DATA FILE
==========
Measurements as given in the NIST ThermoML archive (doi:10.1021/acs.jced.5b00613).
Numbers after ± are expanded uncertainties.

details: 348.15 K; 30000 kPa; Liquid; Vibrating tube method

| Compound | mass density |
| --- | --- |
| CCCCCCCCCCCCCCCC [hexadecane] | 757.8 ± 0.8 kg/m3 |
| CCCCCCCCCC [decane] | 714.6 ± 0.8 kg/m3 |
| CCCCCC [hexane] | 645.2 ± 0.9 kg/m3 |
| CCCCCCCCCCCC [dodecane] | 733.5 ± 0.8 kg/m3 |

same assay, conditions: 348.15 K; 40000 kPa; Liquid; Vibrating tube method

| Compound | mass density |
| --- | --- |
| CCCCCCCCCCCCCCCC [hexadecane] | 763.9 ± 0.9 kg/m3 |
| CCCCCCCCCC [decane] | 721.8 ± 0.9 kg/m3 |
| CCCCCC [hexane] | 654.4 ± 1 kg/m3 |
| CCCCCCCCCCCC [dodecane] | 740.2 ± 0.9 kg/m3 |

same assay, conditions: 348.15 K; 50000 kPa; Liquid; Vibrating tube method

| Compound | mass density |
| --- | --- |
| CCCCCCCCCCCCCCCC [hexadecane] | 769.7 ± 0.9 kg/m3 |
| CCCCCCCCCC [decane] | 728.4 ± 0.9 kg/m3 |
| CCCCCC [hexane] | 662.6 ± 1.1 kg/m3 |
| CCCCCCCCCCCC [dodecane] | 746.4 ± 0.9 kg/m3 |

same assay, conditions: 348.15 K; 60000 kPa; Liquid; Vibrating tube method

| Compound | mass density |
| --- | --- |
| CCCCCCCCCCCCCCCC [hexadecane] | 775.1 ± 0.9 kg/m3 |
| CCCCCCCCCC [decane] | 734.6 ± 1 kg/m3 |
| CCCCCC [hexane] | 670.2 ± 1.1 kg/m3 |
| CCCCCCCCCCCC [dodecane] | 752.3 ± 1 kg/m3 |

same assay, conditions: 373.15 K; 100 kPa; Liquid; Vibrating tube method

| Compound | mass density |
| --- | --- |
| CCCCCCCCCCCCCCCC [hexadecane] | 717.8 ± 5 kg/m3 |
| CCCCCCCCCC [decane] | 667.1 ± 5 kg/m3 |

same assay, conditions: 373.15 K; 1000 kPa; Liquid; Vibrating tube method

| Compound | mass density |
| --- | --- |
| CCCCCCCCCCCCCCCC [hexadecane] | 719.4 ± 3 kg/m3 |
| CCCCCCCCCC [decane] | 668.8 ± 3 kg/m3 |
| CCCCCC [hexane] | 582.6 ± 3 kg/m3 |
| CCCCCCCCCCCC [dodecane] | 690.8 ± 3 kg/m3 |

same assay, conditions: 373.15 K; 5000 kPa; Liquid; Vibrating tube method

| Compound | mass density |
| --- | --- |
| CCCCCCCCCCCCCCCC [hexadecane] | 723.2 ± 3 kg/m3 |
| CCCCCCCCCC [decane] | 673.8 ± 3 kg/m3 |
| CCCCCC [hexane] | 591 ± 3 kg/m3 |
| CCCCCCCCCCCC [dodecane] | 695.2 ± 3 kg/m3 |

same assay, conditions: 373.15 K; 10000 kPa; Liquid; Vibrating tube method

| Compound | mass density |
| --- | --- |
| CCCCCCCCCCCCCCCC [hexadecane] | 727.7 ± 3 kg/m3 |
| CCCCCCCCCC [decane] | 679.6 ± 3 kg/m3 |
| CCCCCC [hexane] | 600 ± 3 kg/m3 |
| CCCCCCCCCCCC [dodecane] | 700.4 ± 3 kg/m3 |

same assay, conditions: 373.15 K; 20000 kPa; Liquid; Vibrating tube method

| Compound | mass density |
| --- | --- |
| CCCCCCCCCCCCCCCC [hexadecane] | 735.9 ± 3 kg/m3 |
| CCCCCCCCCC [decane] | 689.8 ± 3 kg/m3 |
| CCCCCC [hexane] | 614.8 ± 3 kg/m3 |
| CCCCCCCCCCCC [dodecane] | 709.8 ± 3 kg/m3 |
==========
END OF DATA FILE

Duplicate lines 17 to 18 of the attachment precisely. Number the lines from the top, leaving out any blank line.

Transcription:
same assay, conditions: 348.15 K; 50000 kPa; Liquid; Vibrating tube method

| Compound | mass density |